Go behind the scenes with the team from Aspyr Media to learn how the team used NVIDIA Flex to simulate fluid behaviors and provide a new sense of realism to their latest title - Torn, now available On Oculus Rift.
Built for VR, Torn begins as a narrative puzzle game that evolves into a dark, character-driven story as you slowly uncover the truth about a mysterious mansion and its owner.
To open the game, Katherine Patterson stumbles into this abandoned mansion and quickly finds her way into another dimension. When she arrives, she encounters a shimmering fluid that talks, emotes, gestures, moves, and even condescends. This fluid is the disembodied essence of Dr. Lawrence Talbot. Talbot, as well as the photo-realistic world of Torn, wouldn't exist without NVIDIA FleX.
NVIDIA FleX is a real-time visual effects tool that gives developers the power to create life-like worlds. Whether it’s fluid, cloth, or gas, FleX simulates behaviors that feel right to the player and provides a necessary realism to make the VR world of Torn feel authentic. When you peel back the curtains, they behave like real curtains.
We wanted to pair that realism and authenticity with an origin story that felt compelling. So like many great games, Torn’s origin story began with an exploration phase. During pre-production we came across FleX, which was well-established but had not, to our knowledge, been used for a VR game—at least not yet. We started experimenting with the fluid settings and noticed that the liquid was starting to come to life. We noticed the pulses of the liquid resembled moving lips, so we mapped an audio track to liquid. We wondered, could we make this a character?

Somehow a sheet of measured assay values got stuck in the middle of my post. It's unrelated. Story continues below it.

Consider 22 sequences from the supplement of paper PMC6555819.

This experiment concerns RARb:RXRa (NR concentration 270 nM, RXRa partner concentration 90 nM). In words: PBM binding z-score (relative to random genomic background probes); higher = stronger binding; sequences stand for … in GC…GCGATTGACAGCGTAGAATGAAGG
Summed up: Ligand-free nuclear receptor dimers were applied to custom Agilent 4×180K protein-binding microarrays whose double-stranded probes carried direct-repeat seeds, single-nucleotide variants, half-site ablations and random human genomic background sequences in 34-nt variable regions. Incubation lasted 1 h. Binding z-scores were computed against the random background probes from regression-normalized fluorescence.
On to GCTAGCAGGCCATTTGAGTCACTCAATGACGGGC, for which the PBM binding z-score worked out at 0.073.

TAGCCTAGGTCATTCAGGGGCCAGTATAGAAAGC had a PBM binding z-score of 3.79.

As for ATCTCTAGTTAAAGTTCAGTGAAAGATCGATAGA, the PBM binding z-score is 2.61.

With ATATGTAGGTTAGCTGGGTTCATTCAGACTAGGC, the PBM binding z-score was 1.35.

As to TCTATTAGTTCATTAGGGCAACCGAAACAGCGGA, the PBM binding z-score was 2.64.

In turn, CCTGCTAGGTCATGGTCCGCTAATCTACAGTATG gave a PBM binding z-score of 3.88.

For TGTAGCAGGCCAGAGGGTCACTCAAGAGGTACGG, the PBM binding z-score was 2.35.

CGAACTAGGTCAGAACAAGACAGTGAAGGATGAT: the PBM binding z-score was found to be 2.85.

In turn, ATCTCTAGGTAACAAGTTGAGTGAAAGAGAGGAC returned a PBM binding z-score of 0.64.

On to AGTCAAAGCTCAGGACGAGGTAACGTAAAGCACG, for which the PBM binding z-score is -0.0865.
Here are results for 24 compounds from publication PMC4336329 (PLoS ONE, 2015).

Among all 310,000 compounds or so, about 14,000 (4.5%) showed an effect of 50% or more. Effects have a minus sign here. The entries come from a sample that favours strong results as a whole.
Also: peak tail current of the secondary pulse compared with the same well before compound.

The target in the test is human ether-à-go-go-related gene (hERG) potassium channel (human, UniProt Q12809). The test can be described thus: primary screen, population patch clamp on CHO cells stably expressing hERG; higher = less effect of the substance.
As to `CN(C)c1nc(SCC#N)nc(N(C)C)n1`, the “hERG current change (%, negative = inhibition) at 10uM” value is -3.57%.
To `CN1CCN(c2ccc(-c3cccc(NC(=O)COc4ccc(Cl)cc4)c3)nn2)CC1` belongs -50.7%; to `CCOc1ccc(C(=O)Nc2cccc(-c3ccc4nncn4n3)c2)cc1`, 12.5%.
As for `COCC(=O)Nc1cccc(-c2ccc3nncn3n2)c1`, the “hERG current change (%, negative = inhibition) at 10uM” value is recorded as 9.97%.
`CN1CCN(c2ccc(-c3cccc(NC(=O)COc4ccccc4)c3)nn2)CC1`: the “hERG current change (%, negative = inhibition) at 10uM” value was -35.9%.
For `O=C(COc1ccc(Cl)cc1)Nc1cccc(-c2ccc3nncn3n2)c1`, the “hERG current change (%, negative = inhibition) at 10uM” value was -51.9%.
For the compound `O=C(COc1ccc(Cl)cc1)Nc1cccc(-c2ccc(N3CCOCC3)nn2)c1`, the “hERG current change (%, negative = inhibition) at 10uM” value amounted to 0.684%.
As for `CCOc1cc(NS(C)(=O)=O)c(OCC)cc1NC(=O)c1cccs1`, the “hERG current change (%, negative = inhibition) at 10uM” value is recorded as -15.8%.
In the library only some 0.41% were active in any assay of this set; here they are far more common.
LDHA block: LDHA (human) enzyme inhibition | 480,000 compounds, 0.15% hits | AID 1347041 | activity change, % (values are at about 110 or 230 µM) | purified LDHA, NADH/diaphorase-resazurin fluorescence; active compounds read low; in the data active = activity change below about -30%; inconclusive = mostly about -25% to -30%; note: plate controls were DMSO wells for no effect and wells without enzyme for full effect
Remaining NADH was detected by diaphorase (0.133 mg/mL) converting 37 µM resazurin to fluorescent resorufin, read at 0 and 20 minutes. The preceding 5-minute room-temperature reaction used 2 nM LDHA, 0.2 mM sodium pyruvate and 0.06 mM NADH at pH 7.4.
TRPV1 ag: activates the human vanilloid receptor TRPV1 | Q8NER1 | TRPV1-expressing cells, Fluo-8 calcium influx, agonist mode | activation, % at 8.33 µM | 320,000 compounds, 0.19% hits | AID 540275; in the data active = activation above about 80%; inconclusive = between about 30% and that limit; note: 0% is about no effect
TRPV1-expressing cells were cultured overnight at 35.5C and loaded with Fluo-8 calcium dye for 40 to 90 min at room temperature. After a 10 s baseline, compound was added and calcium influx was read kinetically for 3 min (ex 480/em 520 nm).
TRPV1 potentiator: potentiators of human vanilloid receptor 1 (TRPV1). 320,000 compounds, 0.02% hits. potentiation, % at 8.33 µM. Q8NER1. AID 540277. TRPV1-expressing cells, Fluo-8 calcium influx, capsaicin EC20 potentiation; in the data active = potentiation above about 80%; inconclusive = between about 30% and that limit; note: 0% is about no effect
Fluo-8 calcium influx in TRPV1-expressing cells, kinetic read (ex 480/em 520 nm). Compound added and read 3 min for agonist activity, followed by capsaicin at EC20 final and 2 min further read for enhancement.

To answer that question with more questions, we thought, what about a scientist (Talbot) who loses his body in an experiment gone wrong? What if you have to help him get his body back? What if you visit his domain of strange machines and disturbing experiments? Talbot speaks dynamically, wraps himself around objects, travels through the world, and reacts to the player’s touch. We weren’t necessarily looking for something different, but Talbot is tailor-made to showcase the technology. Very quickly after finding FleX, the world of Torn began to take shape.
Over a year later, FleX has become a vital tool to refining and bringing our game world to life. Despite it being a delicate process, FleX injected a level of realism to Torn that nothing else could. The player can interact with the world in incredibly life-like ways, such as splashing zero-gravity fluids, waving away cobwebs, parting curtains, tossing sacks of flour about the kitchen, throwing pillows across the bedroom and levitating 100-meter-long umbilicus trunks.
As developers, learning a new tool as powerful and useful as FleX really is a joy, and we think this shows in the final product. For other devs looking to use FleX, be sure to experiment with various objects and sweat the details to get each one feeling just right. This means tons of iteration and feedback. Add too many atoms and fluids become too explosive. Add too little friction and a comforter slides right off the bed. Too much wind and curtains will tear from their rods. When a player enters a room, what are they drawn to, and how can you make it behave like it would in the real world?
We hope you experience the mysterious world of Torn for yourself, and #EnterTheMansion today! Save 15% now when you purchase on Oculus!